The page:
If March’s IT news proved anything, it’s that no one is safe from a data breach — not even Microsoft.
The hack targeted hundreds of thousands of Microsoft Exchange users across the globe, specifically businesses and government agencies. The hackers, known as Hafnium, gained access to email accounts, address books, and countless other private information.
Alarming details continue to arise as investigators delve deeper into the data breach. Here’s what you need to know and how you can protect yourself.
A Quick Look at the Data Breach
If you’re asking yourself how a leading corporation allowed itself to become vulnerable to such a large-scale breach, you’re not alone. In truth, no software is completely infallible, not even Microsoft Exchange.
Here’s what we know:
Who Did It?
Hafnium, a China-based group of hackers, is responsible for the attack. They often target private companies in the United States, and according to Microsoft, they are a “highly skilled and sophisticated actor.”
The United States government claims the attack isn’t related to the recent Solar Winds breach, which is thought to be orchestrated by the Russian government.
Who Were the Victims?
American companies were most affected by the data breach—not individual users. Investigators identified several specific victims but have not released names to the public. They have, however, identified the industries that were most heavily targeted:
- Law firms
- Infection disease researchers
- Academic institutions
- Defense contractors
- Government agencies
There is a silver lining in all this: Microsoft’s cloud-based products weren’t breached, and that means Microsoft’s cloud users have one less thing to worry about.
How Did the Data Breach Happen?
Microsoft explained that four vulnerabilities in its software allowed Hafnium access to their data. Since the cyberattack, several other hackers have attempted to exploit those same vulnerabilities.
The hackers used the information gained from their data breach to launch large-scale phishing scams and install additional malware.
How Did Microsoft Respond?
Microsoft immediately offered patches as temporary protection against the breach, which targeted four specific weaknesses in the system. These patches contained cumulative updates for the following:
- Exchange Server 2010
- Exchange Server 2013
- Exchange Server 2016
- Exchange Server 2019
Microsoft warned users that they still needed to update to the latest supported CU and the applicable SUs. And although the response was rapid, it contained flaws. Users learned they could improperly install the patches without receiving an error message, leaving them unaware of their continued vulnerability. The security fixes also caused some users’ Outlook program to crash, another costly and frustrating development.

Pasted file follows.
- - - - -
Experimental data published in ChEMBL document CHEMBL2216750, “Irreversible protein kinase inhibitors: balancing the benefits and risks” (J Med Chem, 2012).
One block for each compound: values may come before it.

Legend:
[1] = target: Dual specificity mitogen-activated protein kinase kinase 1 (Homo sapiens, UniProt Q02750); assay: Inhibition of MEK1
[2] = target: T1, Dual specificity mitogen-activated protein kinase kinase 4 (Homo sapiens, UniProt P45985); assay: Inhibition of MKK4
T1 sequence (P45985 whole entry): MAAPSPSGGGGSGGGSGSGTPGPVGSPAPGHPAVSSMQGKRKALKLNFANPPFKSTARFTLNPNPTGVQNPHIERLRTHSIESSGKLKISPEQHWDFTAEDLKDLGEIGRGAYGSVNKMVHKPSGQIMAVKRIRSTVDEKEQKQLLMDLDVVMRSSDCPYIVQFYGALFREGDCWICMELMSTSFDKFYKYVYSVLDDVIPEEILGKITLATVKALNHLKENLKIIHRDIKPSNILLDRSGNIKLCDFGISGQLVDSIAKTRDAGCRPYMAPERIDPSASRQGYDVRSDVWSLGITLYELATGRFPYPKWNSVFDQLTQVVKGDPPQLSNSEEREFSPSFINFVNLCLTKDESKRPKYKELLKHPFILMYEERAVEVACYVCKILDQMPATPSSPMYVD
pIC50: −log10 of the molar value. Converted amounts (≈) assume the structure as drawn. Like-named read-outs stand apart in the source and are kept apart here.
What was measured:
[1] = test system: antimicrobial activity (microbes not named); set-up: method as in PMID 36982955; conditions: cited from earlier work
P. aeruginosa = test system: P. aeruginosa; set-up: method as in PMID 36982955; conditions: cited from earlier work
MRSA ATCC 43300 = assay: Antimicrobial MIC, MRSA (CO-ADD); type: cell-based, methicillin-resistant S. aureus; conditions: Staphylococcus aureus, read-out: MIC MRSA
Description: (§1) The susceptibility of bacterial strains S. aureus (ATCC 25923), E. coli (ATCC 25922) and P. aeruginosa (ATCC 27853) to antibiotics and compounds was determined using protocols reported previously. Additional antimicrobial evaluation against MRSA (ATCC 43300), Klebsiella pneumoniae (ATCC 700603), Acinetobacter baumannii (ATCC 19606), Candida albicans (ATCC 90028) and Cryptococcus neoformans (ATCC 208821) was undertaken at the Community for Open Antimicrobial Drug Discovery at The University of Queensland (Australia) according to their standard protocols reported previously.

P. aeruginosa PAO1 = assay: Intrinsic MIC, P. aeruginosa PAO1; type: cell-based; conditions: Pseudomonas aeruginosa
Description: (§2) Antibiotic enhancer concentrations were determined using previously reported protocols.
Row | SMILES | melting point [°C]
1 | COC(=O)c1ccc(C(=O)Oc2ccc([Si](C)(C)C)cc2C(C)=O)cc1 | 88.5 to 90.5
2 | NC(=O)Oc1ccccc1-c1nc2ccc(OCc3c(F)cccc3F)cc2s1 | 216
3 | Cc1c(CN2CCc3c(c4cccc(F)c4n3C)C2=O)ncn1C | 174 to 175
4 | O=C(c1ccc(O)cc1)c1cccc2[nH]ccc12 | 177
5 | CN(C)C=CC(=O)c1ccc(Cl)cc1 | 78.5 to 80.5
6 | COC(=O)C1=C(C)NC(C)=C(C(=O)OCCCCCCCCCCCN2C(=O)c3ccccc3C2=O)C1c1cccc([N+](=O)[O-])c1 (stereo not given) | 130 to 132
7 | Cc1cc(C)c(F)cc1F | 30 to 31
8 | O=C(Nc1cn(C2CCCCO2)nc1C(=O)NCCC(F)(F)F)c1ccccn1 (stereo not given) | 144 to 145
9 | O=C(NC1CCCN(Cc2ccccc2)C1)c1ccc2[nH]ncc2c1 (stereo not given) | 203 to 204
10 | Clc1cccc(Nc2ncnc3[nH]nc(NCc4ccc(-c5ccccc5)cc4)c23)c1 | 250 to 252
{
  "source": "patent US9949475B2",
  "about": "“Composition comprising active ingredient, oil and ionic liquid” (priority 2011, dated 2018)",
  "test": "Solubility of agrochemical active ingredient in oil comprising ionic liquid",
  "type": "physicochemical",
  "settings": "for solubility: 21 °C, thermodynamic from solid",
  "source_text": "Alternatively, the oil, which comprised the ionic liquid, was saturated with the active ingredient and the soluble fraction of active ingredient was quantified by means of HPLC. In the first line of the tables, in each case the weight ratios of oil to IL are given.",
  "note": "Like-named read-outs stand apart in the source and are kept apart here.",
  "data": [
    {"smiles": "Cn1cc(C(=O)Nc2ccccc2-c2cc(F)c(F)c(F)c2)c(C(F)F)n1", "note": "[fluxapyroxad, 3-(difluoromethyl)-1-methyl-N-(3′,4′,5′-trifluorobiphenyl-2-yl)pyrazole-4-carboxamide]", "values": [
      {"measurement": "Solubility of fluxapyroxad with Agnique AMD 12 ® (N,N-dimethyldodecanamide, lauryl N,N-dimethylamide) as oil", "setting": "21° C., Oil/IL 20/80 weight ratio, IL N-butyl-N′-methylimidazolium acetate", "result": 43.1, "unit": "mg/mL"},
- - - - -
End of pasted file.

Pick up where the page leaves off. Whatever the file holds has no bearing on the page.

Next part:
As with most breaches, the damage lingers. The Cybersecurity and Infrastructure Security Agency (CISA) warned that bad actors had already heavily exploited the breach in the hours and days after the original hack, and the numbers piled up in the weeks afterward.
All users of Microsoft Exchange were urged to use the security patches even if they were not sure that hackers had breached their systems. Making these installs was more than an inconvenience for many organizations.
Protecting Your Organization Against a Data Breach
Even if you have in-house IT staff, the complications of data breaches may be too much for them to handle. The threats come from all over the world and involve hostile governments and non-affiliated groups using sophisticated hacking methods.
Once IT experts have identified the breaches, applying the temporary fixes and permanent updates is time-consuming and sometimes difficult. And your company data may already be out there for all to access.
You can better protect your organization by outsourcing some or all of your IT security services to a managed service provider (MSP). An MSP stays current with all levels of cybersecurity, making it your first line of defense against cyberattacks, especially a large one like the one on Microsoft Exchange. These teams know how to react quickly to large-scale attacks, minimizing damage and stopping other hackers from exploiting the breach.
The ThrottleNet Solution
ThrottleNet offers you a comprehensive security strategy. We take a multi-layered approach, implementing the latest technologically advanced tools. Firewalls are just one part of a successful defense strategy. We show you how to implement multiple tools so that you have detailed recovery and disaster plans ready in case of an attack on your system.
You need an IT team that understands the programs it supports, including its strengths and weaknesses. At ThrottleNet, we don’t just offer security programs — we understand them. In today’s cyber climate, you cannot afford to do business with inadequate cyber-protection. Hiring an MSP means you can afford the same advanced service that vast organizations have, even if you are a small to mid-size company. Contact us today to learn more about our commitment-free IT programs.